Archive for April, 2011

Got Furniture? – Chumkriel Language School, Kampot

Tuesday, April 26th, 2011

Chumkriel Language School in Kampot needs any furniture that is not
being used. We have just had a new building donated by Rotary clubs of
Dubbo, but now need the furniture for the children so if you have any
chairs, tables, desks, computer tables or shelving for the librar, they
would be greatly appreciated

Please contact me!

Thank You
Nget Sothy,
Director of Chumkriel Language School
Email
clskampot@gmail.com
Phone Number 089256400

IN CONVERSATION 02 WITH ARTIST AMY LEE SANFORD

Monday, April 18th, 2011

———- Forwarded message ———-
From: SA SA BASSAC <info@sasabassac.com>

Date: Mon, Apr 18, 2011 at 2:42 PM
Subject: IN CONVERSATION 02 WITH ARTIST AMY LEE SANFORD
To: SA SA BASSAC <info@sasabassac.com>

IN
CONVERSATION 02

WITH ARTIST AMY LEE SANFORD

THURSDAY 21 6:30-8:00PM

(ENGLISH + KHMER)

SA
SA BASSAC

#18 2nd Floor, Sothearos Blvd. (see map)

+855 (0)77 374 110

info@sasabassac.com

Please join us for an evening of conversation with
artist Amy Lee Sanford (née Ly Sundari), a Cambodian-American artist working
primarily in mixed media sculpture and installation. Her work frequently
addresses the evolution of emotional stagnation, and the lasting psychological
effects of war, including aspects of guilt, loss, alienation, and displacement.

At Brown University, Amy studied art, science, and
engineering. She furthered her studies at The Rhode Island School of Design,
University of Massachusetts/Dartmouth and Harvard University. While in Boston,
MA, she started up an artisan company, where she designed and fabricated handmade,
tessellated, porcelain tiles and mosaics for residential and commercial
interiors. She has exhibited in London, New York, Phnom Penh, Cambodia, Boston,
MA, Providence RI, Long Beach CA. She currently resides in Phnom Penh, and is
working on a new body of work.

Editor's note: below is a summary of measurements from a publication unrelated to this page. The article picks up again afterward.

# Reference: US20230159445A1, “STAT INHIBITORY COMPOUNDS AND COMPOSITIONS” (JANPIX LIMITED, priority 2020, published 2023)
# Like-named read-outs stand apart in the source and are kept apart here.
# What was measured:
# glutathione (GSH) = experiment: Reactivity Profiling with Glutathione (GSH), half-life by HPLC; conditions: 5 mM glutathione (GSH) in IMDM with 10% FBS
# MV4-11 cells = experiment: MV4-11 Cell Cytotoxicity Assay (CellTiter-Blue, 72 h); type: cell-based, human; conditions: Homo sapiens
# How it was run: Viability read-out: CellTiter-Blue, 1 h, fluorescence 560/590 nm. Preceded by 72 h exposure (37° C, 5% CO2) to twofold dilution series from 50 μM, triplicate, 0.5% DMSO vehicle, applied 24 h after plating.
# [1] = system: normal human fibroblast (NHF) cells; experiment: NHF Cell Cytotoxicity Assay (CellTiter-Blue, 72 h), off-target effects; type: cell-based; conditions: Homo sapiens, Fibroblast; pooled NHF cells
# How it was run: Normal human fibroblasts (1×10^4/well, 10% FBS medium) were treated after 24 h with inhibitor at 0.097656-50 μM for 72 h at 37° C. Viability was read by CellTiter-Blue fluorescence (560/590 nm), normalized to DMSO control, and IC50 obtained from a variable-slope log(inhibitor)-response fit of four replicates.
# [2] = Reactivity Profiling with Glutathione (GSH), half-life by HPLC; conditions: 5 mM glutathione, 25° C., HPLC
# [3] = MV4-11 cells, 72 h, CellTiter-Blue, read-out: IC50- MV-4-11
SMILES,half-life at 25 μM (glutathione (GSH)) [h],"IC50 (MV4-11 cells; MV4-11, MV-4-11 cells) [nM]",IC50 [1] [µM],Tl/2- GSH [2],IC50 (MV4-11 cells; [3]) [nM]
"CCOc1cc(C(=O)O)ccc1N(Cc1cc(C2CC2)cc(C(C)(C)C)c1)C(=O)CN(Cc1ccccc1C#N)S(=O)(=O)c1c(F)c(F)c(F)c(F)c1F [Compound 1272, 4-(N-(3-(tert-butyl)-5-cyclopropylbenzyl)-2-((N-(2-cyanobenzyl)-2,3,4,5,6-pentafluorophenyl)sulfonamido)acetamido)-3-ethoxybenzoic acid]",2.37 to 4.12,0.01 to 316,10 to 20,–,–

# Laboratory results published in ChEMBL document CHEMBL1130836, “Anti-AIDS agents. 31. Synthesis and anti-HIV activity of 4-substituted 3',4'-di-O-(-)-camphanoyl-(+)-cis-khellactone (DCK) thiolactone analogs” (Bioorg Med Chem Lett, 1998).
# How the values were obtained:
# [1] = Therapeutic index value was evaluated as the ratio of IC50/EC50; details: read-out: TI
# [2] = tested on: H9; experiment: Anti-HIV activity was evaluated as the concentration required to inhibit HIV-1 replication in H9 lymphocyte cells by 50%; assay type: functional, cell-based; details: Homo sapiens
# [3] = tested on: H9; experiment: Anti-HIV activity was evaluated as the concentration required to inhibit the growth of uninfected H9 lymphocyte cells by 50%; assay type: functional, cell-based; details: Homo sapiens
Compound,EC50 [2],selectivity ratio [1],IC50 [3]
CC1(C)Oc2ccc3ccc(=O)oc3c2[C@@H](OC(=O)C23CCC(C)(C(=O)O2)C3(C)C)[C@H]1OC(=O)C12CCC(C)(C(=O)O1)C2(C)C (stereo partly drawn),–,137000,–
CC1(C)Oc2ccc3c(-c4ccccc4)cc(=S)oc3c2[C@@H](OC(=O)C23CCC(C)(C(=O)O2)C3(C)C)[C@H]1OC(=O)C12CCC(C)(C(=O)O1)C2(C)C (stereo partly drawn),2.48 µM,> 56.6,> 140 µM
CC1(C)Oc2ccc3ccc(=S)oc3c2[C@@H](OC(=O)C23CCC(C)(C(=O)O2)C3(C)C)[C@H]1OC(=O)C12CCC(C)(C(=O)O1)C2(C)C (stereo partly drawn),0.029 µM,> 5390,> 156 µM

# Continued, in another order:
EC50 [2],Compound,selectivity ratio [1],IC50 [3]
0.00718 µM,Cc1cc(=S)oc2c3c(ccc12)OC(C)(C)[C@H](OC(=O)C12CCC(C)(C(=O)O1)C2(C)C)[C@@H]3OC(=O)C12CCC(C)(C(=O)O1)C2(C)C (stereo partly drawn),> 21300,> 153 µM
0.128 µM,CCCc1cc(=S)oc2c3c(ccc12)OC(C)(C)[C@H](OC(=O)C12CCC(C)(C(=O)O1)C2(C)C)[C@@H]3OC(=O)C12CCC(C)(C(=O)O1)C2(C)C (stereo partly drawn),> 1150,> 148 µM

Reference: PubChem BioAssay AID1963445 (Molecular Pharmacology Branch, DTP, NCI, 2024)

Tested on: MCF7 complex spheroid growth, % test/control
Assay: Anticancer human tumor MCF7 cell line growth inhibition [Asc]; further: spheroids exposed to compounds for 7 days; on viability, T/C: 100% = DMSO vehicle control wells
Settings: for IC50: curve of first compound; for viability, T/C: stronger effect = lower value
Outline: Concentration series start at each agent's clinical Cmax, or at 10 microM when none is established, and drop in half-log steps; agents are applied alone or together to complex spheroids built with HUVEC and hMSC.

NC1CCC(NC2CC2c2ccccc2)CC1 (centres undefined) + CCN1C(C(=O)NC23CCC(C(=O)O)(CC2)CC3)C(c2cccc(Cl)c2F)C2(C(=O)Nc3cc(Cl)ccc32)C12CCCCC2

Art Auction To Raise Money for Japan – Tonight 8PM

Monday, April 4th, 2011

ART AUCTION TO RAISE MONEY FOR JAPAN

With over 50 works of art from emerging and established artists!

The art community in Cambodia rallies together to support the people

of Japan in their time of crisis. All profits will be donated to the

Japanese Embassy who will distribute the funds where most needed.

ART AUCTION

FCC Cambodia (riverfront, Phnom Penh)

From 8pm Monday, April 4th, 2011

Supported by Phare Ponleu Selpak, FCC Cambodia and JavaArts
 

SA SA BASSAC opens Remember, a solo exhibition by Yim Maline on 7 April at 6:00pm

Friday, April 1st, 2011

———- Forwarded message ———-
From: SA SA BASSAC <info@sasabassac.com>

Date: Fri, Apr 1, 2011 at 3:05 PM
Subject: SA SA BASSAC opens Remember, a solo exhibition by Yim Maline on 7 April at 6:00pm
To: SA SA BASSAC <info@sasabassac.com>




SA SA
BASSAC is pleased to announce Remember, a solo exhibition by Yim Maline.
Remember presents four achromatic interpretations of the artist’s
childhood memories, in which the playful and the unsettling coincide.

 

Maline’s rigorous practice
spans media and scrutinizes the complexities of freedom. Growing up after the
official fall of the Khmer Rouge, Maline’s childhood years are considered
politically “free”. While she remembers laughing and playing – innocent actions
restricted just years before her birth – she notes the contraction of being
surrounded by ongoing violence, utter poverty and the dilapidation of social
infrastructure.

In
her essay What is Freedom?, Hannah Arendt writes: “The experiences of
inner freedom are derivative in that they always presuppose a retreat from the
world, where freedom was denied, into an inwardness to which no other has
access.“ Maline reconciles her past through the inwardness of imagination, by
calling something into being which did not exist before. She states, “War is
difficult. We want to be free but we don’t know if it will be granted to us.
Being an artist allows me to grant my own freedom; if there is something I
don't like in reality, I can re-imagine it in my work, and remain playful and
curious like a child.”

Maline turns her family’s poor dinette into an eerie
playground. Dinette (2010) is a sprawling floor installation of dirt